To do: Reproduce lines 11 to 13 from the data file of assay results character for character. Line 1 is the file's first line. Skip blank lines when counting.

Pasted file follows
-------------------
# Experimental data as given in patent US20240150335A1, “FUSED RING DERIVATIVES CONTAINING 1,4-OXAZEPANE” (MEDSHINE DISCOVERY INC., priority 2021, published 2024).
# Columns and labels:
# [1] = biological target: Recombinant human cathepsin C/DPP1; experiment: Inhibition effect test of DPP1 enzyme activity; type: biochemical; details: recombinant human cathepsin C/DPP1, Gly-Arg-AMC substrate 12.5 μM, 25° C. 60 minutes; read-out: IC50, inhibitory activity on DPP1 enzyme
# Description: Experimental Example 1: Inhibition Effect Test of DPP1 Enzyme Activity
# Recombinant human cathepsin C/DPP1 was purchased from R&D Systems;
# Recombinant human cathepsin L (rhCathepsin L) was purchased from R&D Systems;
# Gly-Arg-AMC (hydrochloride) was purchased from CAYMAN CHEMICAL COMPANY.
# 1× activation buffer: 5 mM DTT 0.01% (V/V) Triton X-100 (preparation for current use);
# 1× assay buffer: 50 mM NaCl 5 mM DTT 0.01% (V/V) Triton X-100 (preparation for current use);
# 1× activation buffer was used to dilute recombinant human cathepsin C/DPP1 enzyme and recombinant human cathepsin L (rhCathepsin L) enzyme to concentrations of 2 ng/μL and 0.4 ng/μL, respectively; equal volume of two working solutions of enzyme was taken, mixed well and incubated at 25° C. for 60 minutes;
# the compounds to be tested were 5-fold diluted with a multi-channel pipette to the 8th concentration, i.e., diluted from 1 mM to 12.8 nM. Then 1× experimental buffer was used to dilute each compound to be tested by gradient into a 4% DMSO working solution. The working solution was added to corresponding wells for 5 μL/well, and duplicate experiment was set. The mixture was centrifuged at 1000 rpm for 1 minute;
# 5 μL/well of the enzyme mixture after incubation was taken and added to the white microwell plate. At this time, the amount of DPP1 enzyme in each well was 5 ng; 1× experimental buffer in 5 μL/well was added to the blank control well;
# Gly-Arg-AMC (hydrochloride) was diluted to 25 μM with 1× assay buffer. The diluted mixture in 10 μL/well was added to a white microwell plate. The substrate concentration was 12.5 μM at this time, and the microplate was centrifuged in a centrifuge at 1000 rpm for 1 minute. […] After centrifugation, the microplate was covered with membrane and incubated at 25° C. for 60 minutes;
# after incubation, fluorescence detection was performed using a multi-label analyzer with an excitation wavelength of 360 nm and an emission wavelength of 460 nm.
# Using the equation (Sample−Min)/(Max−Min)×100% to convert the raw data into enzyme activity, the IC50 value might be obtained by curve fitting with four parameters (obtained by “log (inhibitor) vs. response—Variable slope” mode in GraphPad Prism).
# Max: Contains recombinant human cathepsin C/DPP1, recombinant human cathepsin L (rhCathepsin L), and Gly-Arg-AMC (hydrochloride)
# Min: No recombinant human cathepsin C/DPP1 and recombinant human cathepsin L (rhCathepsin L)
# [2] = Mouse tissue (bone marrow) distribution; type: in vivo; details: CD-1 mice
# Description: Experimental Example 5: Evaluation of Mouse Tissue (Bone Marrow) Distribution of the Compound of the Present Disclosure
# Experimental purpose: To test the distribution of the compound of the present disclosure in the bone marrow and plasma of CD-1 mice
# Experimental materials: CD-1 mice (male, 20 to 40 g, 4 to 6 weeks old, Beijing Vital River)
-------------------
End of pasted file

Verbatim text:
# the compounds to be tested were 5-fold diluted with a multi-channel pipette to the 8th concentration, i.e., diluted from 1 mM to 12.8 nM. Then 1× experimental buffer was used to dilute each compound to be tested by gradient into a 4% DMSO working solution. The working solution was added to corresponding wells for 5 μL/well, and duplicate experiment was set. The mixture was centrifuged at 1000 rpm for 1 minute;
# 5 μL/well of the enzyme mixture after incubation was taken and added to the white microwell plate. At this time, the amount of DPP1 enzyme in each well was 5 ng; 1× experimental buffer in 5 μL/well was added to the blank control well;
# Gly-Arg-AMC (hydrochloride) was diluted to 25 μM with 1× assay buffer. The diluted mixture in 10 μL/well was added to a white microwell plate. The substrate concentration was 12.5 μM at this time, and the microplate was centrifuged in a centrifuge at 1000 rpm for 1 minute. […] After centrifugation, the microplate was covered with membrane and incubated at 25° C. for 60 minutes;